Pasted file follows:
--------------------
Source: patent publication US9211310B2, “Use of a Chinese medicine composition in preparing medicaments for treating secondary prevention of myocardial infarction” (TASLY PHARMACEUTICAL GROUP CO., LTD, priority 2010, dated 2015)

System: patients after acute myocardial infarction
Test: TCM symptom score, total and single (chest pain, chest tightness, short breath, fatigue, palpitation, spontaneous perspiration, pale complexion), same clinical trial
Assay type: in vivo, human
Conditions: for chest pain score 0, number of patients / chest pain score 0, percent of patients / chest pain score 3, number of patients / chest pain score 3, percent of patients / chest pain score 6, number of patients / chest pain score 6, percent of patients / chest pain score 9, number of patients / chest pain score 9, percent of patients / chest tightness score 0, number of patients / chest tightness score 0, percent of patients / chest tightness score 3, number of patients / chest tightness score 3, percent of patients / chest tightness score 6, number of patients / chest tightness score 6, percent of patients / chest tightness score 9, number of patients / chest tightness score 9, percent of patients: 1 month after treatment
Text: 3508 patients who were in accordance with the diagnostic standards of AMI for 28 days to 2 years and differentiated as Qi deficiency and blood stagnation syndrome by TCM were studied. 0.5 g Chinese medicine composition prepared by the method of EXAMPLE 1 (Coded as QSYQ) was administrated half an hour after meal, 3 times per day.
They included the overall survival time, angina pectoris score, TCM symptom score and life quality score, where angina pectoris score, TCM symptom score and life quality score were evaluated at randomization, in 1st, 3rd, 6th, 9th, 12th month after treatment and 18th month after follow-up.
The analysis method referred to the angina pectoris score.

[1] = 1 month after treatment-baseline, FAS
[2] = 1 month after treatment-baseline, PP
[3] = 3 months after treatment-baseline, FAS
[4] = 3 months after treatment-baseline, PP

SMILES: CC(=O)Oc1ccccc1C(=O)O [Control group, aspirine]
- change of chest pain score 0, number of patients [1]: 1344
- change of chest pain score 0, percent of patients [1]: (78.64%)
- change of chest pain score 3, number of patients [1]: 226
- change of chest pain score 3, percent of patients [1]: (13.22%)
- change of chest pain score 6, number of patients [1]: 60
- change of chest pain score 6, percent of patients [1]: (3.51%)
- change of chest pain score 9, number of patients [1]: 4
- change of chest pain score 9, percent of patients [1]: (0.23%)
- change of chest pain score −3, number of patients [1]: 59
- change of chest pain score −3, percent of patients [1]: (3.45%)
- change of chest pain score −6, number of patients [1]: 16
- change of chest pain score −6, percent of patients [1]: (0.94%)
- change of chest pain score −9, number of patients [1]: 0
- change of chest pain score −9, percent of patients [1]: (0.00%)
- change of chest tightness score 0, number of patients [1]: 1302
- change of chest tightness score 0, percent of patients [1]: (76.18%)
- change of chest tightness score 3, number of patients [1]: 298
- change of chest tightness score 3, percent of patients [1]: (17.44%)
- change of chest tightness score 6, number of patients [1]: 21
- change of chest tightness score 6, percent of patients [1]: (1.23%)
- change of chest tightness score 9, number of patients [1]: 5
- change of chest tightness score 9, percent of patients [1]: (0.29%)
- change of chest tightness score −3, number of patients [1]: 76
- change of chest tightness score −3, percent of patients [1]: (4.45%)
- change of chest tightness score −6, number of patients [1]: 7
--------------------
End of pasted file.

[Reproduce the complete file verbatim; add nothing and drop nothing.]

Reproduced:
Source: patent publication US9211310B2, “Use of a Chinese medicine composition in preparing medicaments for treating secondary prevention of myocardial infarction” (TASLY PHARMACEUTICAL GROUP CO., LTD, priority 2010, dated 2015)

System: patients after acute myocardial infarction
Test: TCM symptom score, total and single (chest pain, chest tightness, short breath, fatigue, palpitation, spontaneous perspiration, pale complexion), same clinical trial
Assay type: in vivo, human
Conditions: for chest pain score 0, number of patients / chest pain score 0, percent of patients / chest pain score 3, number of patients / chest pain score 3, percent of patients / chest pain score 6, number of patients / chest pain score 6, percent of patients / chest pain score 9, number of patients / chest pain score 9, percent of patients / chest tightness score 0, number of patients / chest tightness score 0, percent of patients / chest tightness score 3, number of patients / chest tightness score 3, percent of patients / chest tightness score 6, number of patients / chest tightness score 6, percent of patients / chest tightness score 9, number of patients / chest tightness score 9, percent of patients: 1 month after treatment
Text: 3508 patients who were in accordance with the diagnostic standards of AMI for 28 days to 2 years and differentiated as Qi deficiency and blood stagnation syndrome by TCM were studied. 0.5 g Chinese medicine composition prepared by the method of EXAMPLE 1 (Coded as QSYQ) was administrated half an hour after meal, 3 times per day.
They included the overall survival time, angina pectoris score, TCM symptom score and life quality score, where angina pectoris score, TCM symptom score and life quality score were evaluated at randomization, in 1st, 3rd, 6th, 9th, 12th month after treatment and 18th month after follow-up.
The analysis method referred to the angina pectoris score.

[1] = 1 month after treatment-baseline, FAS
[2] = 1 month after treatment-baseline, PP
[3] = 3 months after treatment-baseline, FAS
[4] = 3 months after treatment-baseline, PP

SMILES: CC(=O)Oc1ccccc1C(=O)O [Control group, aspirine]
- change of chest pain score 0, number of patients [1]: 1344
- change of chest pain score 0, percent of patients [1]: (78.64%)
- change of chest pain score 3, number of patients [1]: 226
- change of chest pain score 3, percent of patients [1]: (13.22%)
- change of chest pain score 6, number of patients [1]: 60
- change of chest pain score 6, percent of patients [1]: (3.51%)
- change of chest pain score 9, number of patients [1]: 4
- change of chest pain score 9, percent of patients [1]: (0.23%)
- change of chest pain score −3, number of patients [1]: 59
- change of chest pain score −3, percent of patients [1]: (3.45%)
- change of chest pain score −6, number of patients [1]: 16
- change of chest pain score −6, percent of patients [1]: (0.94%)
- change of chest pain score −9, number of patients [1]: 0
- change of chest pain score −9, percent of patients [1]: (0.00%)
- change of chest tightness score 0, number of patients [1]: 1302
- change of chest tightness score 0, percent of patients [1]: (76.18%)
- change of chest tightness score 3, number of patients [1]: 298
- change of chest tightness score 3, percent of patients [1]: (17.44%)
- change of chest tightness score 6, number of patients [1]: 21
- change of chest tightness score 6, percent of patients [1]: (1.23%)
- change of chest tightness score 9, number of patients [1]: 5
- change of chest tightness score 9, percent of patients [1]: (0.29%)
- change of chest tightness score −3, number of patients [1]: 76
- change of chest tightness score −3, percent of patients [1]: (4.45%)
- change of chest tightness score −6, number of patients [1]: 7